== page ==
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bidding an association contract

Discussion in 'Lawn Mowing' started by bobbylongjohn, Aug 9, 2004.

  1. bobbylongjohn

    bobbylongjohn LawnSite Member
    Messages: 1

    I am hoping someone could help with the bidding of an association. approx. 20 acres, 175 homes, weed and feed included with mowing and trimming, as well as hedges. Looking for a per home price. What do you bid for your area?
    Do you have a minimum per home or do you look at time to do the job, I am thinking two man crew 2 days does that sound about right? Spraying about $2200.00 per application?
    Thanks for your help
    Bobby
     
  2. Precision

    Precision LawnSite Silver Member
    Messages: 2,995

    BobbyLongjohn,
    This is a response to a guy looking to do a small association. Just scale it up. This is based on the Florida mowing season and all but the numbers should be like a formula. I figure out my expense then divide by the number of homes, not work out a by home then multiply. In my real world example below it was 14 acres and we had a separate crew that came in and did ornamental trimming and bed spraying 4 man crew 8 hours per 6-8 weeks (32 man hours). Good luck.

    I am in Brevard and I get from $75 for a mow and blow up to $130 for trim and weeding on 1/4 acre lots.

    The thing about your situation is proximity doesn't help nearly as much if you can't do them all like one lawn. When I worked for someone else, we did a community where you started at one end and made a pass between the road and sidewalk of all the houses then turned around and did a pass on the other side of the sidewalk. Continued this way until all was done. That made it much faster (no turning). If you are mowing each as a separate house, you gotta charge a lot more. It was something like 110 houses and it took 30-35 man hours per week. 5 man crew +/- 6 hours.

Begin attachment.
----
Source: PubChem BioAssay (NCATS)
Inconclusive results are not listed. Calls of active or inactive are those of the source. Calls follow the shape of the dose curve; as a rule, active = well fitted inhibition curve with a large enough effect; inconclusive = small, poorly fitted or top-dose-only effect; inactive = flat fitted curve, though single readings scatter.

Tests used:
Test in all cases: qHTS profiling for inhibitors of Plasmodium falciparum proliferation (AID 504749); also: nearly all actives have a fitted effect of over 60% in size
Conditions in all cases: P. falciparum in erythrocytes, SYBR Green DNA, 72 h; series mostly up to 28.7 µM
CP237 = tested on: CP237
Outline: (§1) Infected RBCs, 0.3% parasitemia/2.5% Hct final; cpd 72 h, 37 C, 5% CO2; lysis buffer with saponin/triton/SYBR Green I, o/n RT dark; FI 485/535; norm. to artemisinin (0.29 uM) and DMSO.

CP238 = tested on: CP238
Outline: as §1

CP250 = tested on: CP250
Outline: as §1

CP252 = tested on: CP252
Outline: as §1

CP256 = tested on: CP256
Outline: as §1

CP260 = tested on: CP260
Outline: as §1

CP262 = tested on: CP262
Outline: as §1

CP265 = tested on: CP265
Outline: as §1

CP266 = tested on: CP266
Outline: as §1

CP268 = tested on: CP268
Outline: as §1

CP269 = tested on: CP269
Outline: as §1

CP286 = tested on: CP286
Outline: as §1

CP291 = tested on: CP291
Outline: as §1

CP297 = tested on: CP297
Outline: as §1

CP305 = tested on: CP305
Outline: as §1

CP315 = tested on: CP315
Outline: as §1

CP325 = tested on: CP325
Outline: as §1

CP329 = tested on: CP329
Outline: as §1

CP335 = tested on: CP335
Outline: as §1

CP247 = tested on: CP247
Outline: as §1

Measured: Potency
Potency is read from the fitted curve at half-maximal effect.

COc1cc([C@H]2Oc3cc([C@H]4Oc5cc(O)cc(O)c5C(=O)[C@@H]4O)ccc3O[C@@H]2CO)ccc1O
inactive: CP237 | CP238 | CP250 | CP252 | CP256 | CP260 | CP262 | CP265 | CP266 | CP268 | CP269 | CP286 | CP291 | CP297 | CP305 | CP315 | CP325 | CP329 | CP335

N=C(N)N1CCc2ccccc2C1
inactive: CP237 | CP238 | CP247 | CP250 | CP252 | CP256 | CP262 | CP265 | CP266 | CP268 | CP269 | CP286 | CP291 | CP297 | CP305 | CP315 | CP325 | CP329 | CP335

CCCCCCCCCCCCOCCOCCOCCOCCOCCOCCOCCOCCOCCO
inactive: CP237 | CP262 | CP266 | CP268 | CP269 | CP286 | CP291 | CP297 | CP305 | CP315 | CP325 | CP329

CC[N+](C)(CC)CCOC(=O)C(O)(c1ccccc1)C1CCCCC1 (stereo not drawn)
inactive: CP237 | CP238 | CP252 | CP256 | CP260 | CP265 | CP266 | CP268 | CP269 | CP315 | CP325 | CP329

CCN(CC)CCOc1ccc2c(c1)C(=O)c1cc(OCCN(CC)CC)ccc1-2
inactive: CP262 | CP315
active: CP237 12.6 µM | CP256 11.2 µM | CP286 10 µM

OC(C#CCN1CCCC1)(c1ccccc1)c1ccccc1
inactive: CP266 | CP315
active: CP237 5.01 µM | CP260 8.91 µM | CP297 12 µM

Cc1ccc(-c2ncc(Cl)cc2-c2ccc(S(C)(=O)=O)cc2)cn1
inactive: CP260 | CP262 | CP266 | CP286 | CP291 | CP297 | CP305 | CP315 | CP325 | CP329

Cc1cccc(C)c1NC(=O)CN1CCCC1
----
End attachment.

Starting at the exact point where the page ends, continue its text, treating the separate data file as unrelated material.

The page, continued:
Bottom line is you gotta charge what you need to make a profit.

    30 minutes per unit x 25 units = 750 minutes or 12.5 hours
    So you are looking at a day and a half plus drive time. So call it 14 hours

    14 hours x 42 weeks (average for Florida) EOW in winter = 588 hours annually

    Annual hours x hourly (costs)rate you have to figure out your costs.

    annual hours x your hourly rate you have to set your own worth

    Add them together and you have a bid.

    So lets say:
    your cost of equipment (amortization)
    gas, oil, blades, string,
    Truck, trailer, tires, tune ups,
    maintenance, billing, office supplies
    say that all costs $20 per hour

    Lets say you want to make $30 per hour

    So now you have 588hours x $50 = $29400 per year

    $29400 / 25 yards = $1176 per yard per year

    $1176 / 42 mowes = $28 per cut

    These numbers have nothing to do with reality. But, it shows you how I would bid the job. The thing is you have to figure out the time saved by doing them all versus doing each one at a time.

    I guess this should be obvious, but edge them all, then mow them all, then trim them all. In what ever order you like. Saves lots of time. Set up a pattern to minimize walking. Figuring this out and billing accordingly is what will make you profitable.


    __________________
    Precision Lawncare
     

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